1. It's hilarious! Sir Robinson is a seasoned speaker and this talk is a live testimony to that. Regardless of who you are or what you do, some day someone is going to ask you to explain something. This could be what you do, what you have been doing or what you want to be doing or just about anything else. You will, then, have to stand up and talk about it. I don't want to call it public speaking because it might not necessarily be a talk in front of "public" but at that point, you will need a bag full of communication skills to make a lasting impression. And Sir Robinson definitely has his bags full. His subtle use of humour sets the relaxed tone of the presentation, keeps the audience engaged and interested and never lets the well thought out message of the presentation sound cheesy.
Only after going through the presentation twice did I realize that he never used any slides! Nope, not a single one. In today's tech savvy age, exceeding importance is being given to use of technology in talks and presentations. This talk demonstrates that there is no substitute for straight up communication skills to keep the audience engaged. I am not professing that we abandon technology altogether from presentations and talks, just simply portraying the importance of eloquence with or without use of technology.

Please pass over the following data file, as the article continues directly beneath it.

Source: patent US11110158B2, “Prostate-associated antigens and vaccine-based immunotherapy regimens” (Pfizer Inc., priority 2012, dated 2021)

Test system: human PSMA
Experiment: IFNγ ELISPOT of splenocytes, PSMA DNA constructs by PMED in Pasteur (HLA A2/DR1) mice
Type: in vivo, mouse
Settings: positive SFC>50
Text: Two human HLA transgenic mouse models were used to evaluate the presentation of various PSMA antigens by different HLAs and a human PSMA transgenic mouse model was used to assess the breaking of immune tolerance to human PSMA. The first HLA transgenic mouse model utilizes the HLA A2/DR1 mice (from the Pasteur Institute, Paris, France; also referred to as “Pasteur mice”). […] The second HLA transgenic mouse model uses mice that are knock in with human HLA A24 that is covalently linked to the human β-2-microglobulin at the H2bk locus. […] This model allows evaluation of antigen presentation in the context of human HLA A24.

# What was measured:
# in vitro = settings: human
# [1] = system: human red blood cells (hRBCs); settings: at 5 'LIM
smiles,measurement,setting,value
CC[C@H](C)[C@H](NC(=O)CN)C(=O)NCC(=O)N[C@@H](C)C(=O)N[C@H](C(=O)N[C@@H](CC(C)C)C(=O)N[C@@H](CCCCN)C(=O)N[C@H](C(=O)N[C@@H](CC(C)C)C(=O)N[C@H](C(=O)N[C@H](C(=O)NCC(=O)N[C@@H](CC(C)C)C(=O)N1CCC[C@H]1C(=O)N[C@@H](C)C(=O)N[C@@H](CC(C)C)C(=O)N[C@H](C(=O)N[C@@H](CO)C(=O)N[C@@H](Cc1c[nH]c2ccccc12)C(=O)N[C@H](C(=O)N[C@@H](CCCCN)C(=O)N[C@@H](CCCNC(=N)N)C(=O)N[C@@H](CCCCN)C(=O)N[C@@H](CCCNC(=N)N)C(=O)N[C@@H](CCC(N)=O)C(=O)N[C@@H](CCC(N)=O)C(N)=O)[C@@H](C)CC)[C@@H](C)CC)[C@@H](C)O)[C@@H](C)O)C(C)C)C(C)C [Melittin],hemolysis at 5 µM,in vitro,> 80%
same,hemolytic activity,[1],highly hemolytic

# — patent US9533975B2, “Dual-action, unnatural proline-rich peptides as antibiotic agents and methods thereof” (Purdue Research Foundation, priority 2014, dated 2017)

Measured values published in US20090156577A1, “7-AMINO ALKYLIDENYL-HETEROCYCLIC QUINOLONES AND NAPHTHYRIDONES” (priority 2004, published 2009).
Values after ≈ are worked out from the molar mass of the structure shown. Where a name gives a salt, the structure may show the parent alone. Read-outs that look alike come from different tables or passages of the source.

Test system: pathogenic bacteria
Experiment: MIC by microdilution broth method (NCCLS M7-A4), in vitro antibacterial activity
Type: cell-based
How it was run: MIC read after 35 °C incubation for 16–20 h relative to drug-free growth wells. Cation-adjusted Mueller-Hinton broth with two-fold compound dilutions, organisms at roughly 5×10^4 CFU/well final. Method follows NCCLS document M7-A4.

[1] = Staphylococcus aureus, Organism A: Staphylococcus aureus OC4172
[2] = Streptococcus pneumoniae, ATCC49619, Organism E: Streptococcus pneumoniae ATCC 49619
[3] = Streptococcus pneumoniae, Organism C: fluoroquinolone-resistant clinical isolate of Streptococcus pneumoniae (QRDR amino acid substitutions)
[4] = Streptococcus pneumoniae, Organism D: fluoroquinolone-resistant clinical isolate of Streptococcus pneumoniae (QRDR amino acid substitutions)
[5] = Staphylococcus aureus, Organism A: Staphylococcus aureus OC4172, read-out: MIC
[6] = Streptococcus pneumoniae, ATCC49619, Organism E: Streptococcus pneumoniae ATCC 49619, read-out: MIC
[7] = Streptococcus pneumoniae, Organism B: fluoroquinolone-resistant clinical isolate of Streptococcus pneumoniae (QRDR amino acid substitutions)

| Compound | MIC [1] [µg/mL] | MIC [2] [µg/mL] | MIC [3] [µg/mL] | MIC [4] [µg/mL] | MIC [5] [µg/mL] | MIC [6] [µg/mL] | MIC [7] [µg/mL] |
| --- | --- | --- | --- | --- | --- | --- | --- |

2. He encourages people to find their passion. In the presentation, Sir Robinson refers to his upcoming book "Epiphany". As it turns out, the book is no longer upcoming and is out already but with a different name, The Element: How finding your passion changes everything. I have read most of the book and it re-iterates many points being made in this talk. He discusses the same Gillian Lynne's story from the talk, albeit in more detail and goes at length about the importance of being in the element. Gillian Lynne's was dancing, Shakespeare's was writing, Ewa Laurance's (another example from the book) was playing pool. Have you found yours? I believe, to find it, is more like a process than one big Aha! moment. More details on that in later posts.
3. He lays groundwork for a larger problem that The Element addresses in further detail. One of the most interesting topics from the book, as I recall, was Sir Robinson asking his audience to rate themselves individually on how intelligent they thought they were on a scale of 1-10. He goes on to say that most people grade themselves around 6-8, some go as far as 9 and some go as low as 1-2. However, not many ask the question they should be asking. The question of how to you define intelligence? The topic concludes by saying that the right question to ask is not "How intelligent are you?" but "How are you intelligent?". He believes that human race's is as diverse as it comes and we all have a natural inclination towards something that puts us in our zone. The quest is to find this thing and to keep working on it.
I found this talk very intriguing and wanted to share it with my readers. Spend some time today (whether you are a student or a parent or anyone else!) to think about what is it that puts you in the zone? We aren't just talking about the good times with friends or family, or the sunshine, or the summer but that thing that makes time fly by, that thing that you would work on even if no one was paying you. What is it?